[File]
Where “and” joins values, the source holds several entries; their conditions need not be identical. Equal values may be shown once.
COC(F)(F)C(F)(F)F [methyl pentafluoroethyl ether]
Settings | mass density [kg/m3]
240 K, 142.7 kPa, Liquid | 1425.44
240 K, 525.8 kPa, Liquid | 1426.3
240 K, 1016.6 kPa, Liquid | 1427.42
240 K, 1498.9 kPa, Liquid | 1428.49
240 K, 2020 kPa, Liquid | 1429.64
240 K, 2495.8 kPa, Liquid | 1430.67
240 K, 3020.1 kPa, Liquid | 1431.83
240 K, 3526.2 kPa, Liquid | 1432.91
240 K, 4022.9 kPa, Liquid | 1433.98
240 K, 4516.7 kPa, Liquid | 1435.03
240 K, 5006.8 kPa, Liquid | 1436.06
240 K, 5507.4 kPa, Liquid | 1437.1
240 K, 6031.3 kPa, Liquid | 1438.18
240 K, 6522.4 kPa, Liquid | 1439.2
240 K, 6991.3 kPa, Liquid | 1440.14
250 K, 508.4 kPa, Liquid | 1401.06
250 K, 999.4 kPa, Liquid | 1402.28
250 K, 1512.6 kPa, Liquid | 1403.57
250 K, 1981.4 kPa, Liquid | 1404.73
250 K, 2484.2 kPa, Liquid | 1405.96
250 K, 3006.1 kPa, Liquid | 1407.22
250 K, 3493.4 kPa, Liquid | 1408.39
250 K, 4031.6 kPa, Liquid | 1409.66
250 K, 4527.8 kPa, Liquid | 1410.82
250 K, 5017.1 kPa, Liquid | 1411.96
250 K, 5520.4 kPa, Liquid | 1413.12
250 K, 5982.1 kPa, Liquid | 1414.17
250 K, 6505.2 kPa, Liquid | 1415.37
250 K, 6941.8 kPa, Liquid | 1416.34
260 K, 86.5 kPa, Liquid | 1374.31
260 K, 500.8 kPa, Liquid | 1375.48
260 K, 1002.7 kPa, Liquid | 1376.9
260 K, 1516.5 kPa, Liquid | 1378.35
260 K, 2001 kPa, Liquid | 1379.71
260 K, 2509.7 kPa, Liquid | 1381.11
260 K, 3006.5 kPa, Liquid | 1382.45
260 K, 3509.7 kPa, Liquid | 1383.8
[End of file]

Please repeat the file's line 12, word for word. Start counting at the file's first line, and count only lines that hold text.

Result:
240 K, 4022.9 kPa, Liquid | 1433.98